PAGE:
# Variations and metrics

Document: EAN-9782369231356 (on the French part).

The premises of the GTR2-GB open a typical mathematical questioning: “How can we, how must we calculate the variations of given quantities?” The task is not so easy as it seems to be at a first glance.

Celebrated mathematicians as Descartes in France and as Leibniz in another part of Europa have spent a part of their life in exploring this topic.

The foundation of the GTR2 relies on so-called Taylor developments until the p^{th} = 2 order. Roughly speaking these developments form the norm of our behavior when we must calculate infinitesimal variations of the components of the metric tensor; they are the reference in our way to handle that problem: (i).

Now, unfortunately for all of us who are looking for simplicity, there are many ways to calculate a difference. In my document (in the French language: EAN-9782369231356, v2, 14 February 2020), I cite three other possibilities: (ii) the Leibnitz rule, (iii) the subtraction between a final and an initial state, (iv) the comparison with the determinant measuring the difference between a non-trivial and a trivial decomposition for an appropriate deformed tensor product.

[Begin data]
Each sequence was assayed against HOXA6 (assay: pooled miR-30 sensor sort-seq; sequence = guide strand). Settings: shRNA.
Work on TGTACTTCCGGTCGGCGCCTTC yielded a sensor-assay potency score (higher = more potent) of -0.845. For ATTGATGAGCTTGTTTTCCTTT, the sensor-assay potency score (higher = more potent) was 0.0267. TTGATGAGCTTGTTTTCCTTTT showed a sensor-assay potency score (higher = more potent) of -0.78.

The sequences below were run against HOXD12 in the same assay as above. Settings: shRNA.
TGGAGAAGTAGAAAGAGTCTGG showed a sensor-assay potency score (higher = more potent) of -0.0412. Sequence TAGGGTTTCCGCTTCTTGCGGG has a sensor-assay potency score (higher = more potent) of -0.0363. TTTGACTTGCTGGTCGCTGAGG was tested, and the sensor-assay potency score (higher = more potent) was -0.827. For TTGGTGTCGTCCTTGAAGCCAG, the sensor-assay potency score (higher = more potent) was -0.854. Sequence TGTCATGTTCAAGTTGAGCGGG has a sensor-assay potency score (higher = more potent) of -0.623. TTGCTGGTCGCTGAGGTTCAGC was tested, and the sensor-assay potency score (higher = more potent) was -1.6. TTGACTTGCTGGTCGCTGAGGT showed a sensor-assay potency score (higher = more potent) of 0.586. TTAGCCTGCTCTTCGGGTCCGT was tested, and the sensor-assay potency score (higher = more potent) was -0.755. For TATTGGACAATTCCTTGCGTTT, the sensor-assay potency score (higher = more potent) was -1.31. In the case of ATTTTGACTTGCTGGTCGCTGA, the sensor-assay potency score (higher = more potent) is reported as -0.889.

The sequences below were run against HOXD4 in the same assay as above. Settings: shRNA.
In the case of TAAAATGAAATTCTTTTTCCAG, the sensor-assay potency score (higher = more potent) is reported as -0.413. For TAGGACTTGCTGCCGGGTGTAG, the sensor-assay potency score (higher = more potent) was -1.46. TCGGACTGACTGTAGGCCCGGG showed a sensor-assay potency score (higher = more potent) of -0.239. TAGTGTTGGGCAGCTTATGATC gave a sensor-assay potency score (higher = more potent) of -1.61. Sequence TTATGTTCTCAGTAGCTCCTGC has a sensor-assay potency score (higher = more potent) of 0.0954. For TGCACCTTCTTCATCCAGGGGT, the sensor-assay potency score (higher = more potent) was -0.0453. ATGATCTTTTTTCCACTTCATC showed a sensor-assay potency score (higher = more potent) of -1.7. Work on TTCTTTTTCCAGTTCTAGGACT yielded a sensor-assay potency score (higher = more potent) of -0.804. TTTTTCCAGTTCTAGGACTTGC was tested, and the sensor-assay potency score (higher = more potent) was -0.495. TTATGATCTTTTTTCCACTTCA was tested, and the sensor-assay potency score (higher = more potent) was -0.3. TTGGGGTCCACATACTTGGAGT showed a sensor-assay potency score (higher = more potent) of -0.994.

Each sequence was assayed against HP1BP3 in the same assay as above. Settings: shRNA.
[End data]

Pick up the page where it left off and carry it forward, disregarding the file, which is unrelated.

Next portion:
Not only that. I also calculate the variations accompanying the methods (i), (ii) and (iii); and I compare the results obtained with (ii) and (iii) to those which are won with (i). I state that no significative difference exists at the first order but, that a coincidence at higher order can only be recovered if a constraint is imposed. That constraint is the existence of pseudo-electromagnetic fields with a geometric origin.

Unfortunately, when considering the case of a weak gravitational field measured in a Fermi-Walker frame, that constraint (the presumed existence of this kind of electromagnetic field) imposes that the components of the metric tensor are discontinuous vector functions. I am a mathematician, not a physicists; therefore, I leave the analysis of the plausibility concerning that conclusion to the readers.

Nevertheless, a confrontation between (i) and (iv) is now an unavoidable step in that exploration. A first part of that confrontation can be discovered on the French part of this website (page: invisibility). A more elaborated analysis can be read on the next page.

That confrontation is trying to answer a fundamental question in mathematics: “When is there an equivalence between a Taylor development and a determinant?”

© Thierry PERIAT, 15 February 2020.

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Last edited: 02/12/2020